click on images to show enlarged version of map; may take a while to load; the thick line/shading in red is the Parish Boundary
Central & North West .....  Central & North East
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Central & South West ............. Central & South East
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Central Willand only ("old Village")

The figures in each field indicate the field number, and the acreage of that field. Field#1 is about where Stoneman's is. Field#280 is next to the railway near where the Spratford Stream, meets the Culm. The much bigger Halberton Parish has a field#1522 (just the other side of Spratford Stream from Willand's field#280) see Central and SW Willand map above.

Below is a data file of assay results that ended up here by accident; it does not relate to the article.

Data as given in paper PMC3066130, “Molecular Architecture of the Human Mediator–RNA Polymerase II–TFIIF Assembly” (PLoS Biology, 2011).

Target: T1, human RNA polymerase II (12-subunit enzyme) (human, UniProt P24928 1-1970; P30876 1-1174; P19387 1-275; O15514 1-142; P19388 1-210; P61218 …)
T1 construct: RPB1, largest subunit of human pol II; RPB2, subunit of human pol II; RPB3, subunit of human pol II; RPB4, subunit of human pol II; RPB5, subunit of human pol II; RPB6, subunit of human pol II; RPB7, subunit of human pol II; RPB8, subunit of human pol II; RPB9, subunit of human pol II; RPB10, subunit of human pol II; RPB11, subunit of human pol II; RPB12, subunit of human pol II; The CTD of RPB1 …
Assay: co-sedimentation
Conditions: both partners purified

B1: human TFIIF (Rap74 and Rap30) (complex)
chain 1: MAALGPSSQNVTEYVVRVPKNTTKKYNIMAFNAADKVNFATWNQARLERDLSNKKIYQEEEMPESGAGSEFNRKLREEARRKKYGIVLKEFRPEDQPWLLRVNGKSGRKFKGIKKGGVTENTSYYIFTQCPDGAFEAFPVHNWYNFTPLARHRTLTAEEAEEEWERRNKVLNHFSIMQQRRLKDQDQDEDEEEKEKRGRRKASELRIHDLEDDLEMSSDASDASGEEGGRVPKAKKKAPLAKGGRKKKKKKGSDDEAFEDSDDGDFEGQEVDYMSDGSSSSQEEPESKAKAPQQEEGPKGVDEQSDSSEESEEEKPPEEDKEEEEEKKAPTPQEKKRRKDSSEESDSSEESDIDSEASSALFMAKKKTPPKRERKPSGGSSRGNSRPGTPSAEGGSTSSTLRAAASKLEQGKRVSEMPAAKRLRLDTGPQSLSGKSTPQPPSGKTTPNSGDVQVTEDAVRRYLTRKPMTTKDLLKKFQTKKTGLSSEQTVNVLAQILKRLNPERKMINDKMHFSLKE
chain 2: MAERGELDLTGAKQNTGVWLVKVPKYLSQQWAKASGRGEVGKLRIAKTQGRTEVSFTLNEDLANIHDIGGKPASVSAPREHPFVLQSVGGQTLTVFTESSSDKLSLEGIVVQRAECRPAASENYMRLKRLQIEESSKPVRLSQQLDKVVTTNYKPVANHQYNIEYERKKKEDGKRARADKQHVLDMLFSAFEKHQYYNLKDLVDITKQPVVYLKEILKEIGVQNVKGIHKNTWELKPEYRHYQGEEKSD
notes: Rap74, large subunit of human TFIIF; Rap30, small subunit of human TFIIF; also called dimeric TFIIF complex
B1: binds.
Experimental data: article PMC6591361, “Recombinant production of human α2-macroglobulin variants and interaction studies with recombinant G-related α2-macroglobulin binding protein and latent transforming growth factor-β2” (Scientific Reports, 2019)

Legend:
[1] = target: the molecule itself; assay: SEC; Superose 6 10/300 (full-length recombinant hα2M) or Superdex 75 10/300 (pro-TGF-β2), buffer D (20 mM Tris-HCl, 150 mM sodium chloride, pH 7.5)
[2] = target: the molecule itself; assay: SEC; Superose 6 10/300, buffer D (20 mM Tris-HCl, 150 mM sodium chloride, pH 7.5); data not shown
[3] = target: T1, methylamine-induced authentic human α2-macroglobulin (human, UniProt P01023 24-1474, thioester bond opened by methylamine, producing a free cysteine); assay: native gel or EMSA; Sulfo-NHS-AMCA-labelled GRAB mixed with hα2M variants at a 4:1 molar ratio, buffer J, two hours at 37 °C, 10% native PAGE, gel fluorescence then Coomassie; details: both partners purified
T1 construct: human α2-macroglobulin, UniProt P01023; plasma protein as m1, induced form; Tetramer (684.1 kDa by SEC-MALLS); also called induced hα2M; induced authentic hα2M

War memorials

The War Memorial in the church yard lists those who served in the 2 wars, with a + symbol against those who gave their lives.

A plaque inside the church lists just those who gave their lives

The 4 Royal Navy servicemen: [subject to re-checking of facts] [based on text from the Book of Willand, Wikipedia, Great war forum, devonheritage.org, historyofwar.org, worldwar1.co.uk, Commonwealth war graves commission, Coronel.org.uk]

Corporal Walter Gollop, of the Royal Marine Light Infantry, on the armoured cruiser HMS Monmouth, died 1st Nov 1914, at the Battle of Coronel, off the Chile coast. The Monmouth Captain: Capt. F. Brandt. Monmouth's main armament was 14 no. Breech Loading 6" Mark VII guns. Other British ships at the battle were: Glasgow, Otranto, Good Hope; all under Admiral Christopher Cradock. The German contingent comprised: SMS [Seiner Majestät Schiff - same as HMS - His Majesty's Ship] Nürnberg, Dresden, Scharnhorst, Leipzig, Gneisenau, all under Vice-Admiral Graf Maximilian von Spee. Scharnhorst and Gneisenau attacked Monomouth and outranged her with 8.2" guns. Monmouth was left out of action and Gneisenau moved fire to the Good Hope. Both were finished off by the Nürnberg; sinking them with a combined loss of 1,570 lives. There was no survivor from either ship.